Peace Corps & Ukraine

  • I will continue to advocate for the Peace Corps for as long as I live. My Ukraine experiences were unforgettable. This Huffington Post article, called “Not Your Parents’ Peace Corps” (that’s certainly true — and I would know! My dad was a PCV in Tanzania in the ’60s), mentions the impact that today’s PCVs can have, both in their countries of service but maybe even more so back at home:

“‘The impact of Peace Corps service lasts a lifetime.’ Living and working in villages and communities far from home, volunteers learn to see the world in new ways and to communicate in new languages, to adapt to new environments, manage teams, troubleshoot obstacles and organize large-scale initiatives. Put simply, the Peace Corps is a life-defining leadership experience and launching pad for a 21st century career.”

  • This is a wonderful short film of Ukraine, made by a couple who spent some time cycling through (mostly) western Ukraine. Sniatyn doesn’t appear, but you will see shots in Kolomiya, the next biggest city, and the beautiful Carpathian Mountains. This video made me miss Ukraine.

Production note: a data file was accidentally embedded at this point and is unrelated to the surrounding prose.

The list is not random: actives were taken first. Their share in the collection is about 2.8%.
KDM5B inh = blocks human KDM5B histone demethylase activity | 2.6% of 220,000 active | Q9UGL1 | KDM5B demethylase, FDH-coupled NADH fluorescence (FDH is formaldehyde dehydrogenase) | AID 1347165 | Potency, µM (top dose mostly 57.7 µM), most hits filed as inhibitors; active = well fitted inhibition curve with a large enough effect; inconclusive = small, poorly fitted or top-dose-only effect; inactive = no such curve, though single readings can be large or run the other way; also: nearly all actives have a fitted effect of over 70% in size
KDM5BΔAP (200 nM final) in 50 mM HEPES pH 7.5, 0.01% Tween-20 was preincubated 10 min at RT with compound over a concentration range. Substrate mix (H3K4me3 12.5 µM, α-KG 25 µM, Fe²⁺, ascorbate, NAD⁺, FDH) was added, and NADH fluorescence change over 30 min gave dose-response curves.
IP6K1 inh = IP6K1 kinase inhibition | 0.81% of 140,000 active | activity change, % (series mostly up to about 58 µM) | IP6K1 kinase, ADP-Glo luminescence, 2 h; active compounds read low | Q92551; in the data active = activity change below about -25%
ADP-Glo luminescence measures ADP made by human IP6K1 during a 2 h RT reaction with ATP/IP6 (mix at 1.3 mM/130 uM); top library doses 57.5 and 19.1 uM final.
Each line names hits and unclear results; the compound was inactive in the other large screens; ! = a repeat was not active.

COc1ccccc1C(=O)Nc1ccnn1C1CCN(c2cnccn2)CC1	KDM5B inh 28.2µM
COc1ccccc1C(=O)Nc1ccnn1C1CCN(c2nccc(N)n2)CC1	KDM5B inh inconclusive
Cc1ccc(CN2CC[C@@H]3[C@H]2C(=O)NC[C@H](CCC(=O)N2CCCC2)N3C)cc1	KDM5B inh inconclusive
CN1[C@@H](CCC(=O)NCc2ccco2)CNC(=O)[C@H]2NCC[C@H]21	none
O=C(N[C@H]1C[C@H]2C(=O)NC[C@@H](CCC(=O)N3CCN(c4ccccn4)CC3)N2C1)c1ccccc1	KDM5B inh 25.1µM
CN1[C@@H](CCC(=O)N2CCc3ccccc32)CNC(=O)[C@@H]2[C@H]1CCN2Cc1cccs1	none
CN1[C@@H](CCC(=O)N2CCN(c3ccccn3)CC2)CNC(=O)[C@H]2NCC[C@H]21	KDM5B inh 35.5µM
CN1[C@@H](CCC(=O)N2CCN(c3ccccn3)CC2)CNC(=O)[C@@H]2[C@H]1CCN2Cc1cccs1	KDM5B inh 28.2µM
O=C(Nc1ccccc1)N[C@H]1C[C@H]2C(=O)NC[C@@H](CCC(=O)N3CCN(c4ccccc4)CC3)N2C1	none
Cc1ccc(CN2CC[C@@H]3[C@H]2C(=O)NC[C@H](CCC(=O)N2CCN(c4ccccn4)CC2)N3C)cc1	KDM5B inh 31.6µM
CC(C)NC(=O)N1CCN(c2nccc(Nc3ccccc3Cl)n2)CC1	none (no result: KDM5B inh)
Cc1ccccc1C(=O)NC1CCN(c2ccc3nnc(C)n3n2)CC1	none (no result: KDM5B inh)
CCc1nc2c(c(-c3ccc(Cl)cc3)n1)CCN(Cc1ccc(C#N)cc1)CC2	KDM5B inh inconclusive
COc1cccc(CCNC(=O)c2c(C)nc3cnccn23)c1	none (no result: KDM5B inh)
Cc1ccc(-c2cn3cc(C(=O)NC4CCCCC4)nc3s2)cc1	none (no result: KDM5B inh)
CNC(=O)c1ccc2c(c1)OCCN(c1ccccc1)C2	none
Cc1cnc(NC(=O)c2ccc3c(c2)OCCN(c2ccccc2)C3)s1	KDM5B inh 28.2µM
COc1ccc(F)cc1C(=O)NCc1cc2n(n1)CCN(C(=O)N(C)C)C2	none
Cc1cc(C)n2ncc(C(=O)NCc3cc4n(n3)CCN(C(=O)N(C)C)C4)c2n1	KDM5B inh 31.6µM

• In not-so-chipper news, Ukraine continues to struggle to define its position between Russia and the E.U. If you’re interested in the political side, read this opinion piece.

“…the E.U. would like to sign and ratify an Association Agreement with Ukraine by the time of the Eastern Partnership Summit in Vilnius in November. For this to happen, the E.U. is looking for progress in Ukraine’s handling of three issues: prevention of selective justice, elections with international standards, and other reforms as defined in a jointly agreed Association Agenda. […] The most persuasive steps that the Yanukovich administration could take would be to free Tymoshenko and Lutsenko. […] An Association Agreement with Ukraine serves fundamental E.U. interests. It would also serve the interests of the people of Ukraine and increase the chances that Ukraine undertakes necessary political and economic reforms.”

Music & Literature